When we arrived at Wheelock we found a perfect canal side parking spot for Julie’s car and got ourselves moored up. Julie and I took a taxi back to Rode Heath to pick up the car and soon we were all reunited. It is always a bit awkward organising the logistics when it becomes necessary to interface our wandering boating experience to the “normal” world of our family and friends.

Glyn prepared us an excellent roast meal on board.

Monday 27th October
(5L 1658.54M +14h40m)
Elworth, Lock 68

Julie & George have a busy schedule and must be away after lunch today. In order to get them back to their car we decided to continue towards Middlewich for an hour or two to a suitable winding hole and then return. It is about 3 miles to the first lock and the turning point is just after it. Julie drove, while Glyn and George first walked then disappeared down below to learn a new card game: Hearts. George is very sharp and has had no difficulty picking up Stop the Bus, Rummy, Sevens and now Hearts, so we have quite a repertoire. Meanwhile Julie’s driving is becoming quite reliable and while it is not yet second nature to her it clearly wouldn’t take much longer.

Turning proved to be a bit difficult for me – the winding hole is much more accessible from the other direction – but we managed in the end. I drove back and we were able to send them on their way early enough to avoid the worst of the traffic on the M6. We enjoyed their visit and it was nice to have company one last time before we finish our journey.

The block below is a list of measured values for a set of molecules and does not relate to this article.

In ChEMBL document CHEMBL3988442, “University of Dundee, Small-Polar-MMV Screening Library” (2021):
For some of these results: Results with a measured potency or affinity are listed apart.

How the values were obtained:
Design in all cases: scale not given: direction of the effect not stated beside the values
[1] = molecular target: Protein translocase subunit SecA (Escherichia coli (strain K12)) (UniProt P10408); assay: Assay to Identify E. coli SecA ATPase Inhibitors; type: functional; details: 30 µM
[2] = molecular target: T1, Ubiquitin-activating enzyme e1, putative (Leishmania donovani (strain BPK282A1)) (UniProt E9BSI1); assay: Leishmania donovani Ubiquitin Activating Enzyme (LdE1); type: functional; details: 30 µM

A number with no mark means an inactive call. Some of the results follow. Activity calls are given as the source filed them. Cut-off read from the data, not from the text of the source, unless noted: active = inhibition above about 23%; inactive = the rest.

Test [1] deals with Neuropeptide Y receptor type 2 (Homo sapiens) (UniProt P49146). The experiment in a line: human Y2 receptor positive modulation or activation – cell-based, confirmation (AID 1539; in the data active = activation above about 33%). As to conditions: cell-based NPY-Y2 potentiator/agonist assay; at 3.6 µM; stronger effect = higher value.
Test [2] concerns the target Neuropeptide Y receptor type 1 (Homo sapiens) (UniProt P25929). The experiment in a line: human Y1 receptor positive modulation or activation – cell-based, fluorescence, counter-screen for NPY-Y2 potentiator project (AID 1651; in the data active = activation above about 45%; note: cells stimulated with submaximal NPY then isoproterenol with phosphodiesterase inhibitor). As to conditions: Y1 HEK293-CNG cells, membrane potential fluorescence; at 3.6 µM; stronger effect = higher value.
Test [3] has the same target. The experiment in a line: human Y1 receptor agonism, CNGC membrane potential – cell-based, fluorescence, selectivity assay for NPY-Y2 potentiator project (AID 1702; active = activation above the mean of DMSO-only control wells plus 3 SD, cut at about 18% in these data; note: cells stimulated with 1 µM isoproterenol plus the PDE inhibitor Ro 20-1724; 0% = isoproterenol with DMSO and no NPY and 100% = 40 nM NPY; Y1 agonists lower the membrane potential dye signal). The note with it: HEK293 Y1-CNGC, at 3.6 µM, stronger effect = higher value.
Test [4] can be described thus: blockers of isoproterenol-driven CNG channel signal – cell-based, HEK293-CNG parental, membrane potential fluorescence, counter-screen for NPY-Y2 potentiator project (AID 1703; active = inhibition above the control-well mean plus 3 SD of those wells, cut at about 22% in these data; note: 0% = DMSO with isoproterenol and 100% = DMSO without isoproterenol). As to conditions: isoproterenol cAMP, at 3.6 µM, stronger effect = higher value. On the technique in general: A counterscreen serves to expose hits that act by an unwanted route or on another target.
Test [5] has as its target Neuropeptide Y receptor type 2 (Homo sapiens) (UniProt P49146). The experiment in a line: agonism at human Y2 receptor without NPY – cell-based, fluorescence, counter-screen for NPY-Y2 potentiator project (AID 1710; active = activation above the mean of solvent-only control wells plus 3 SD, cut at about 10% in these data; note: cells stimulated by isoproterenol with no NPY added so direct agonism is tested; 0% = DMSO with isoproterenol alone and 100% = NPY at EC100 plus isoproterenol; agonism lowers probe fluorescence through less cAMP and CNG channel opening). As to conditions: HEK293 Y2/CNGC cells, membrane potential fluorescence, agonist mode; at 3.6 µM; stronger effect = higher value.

Pete & Glyn

That left us to head up the canal to find another turning point so that we could continue on our way. In fact we only had to go up through one lock where we managed to turn and go straight back into the lock and descend again. Actually we were rather pleased with ourselves as we turned the boat in front of a professional audience – I took a bow rope and held the bow while Glyn gently motored round chatting to the onlookers. I walked the bow back to the lock and we were perfectly lined up to go back in again. We travelled over the same stretch again and a little further on stopped past Elworth, leaving us a couple of miles south of Middlewich and the junction that will take us back to Venetian Marina.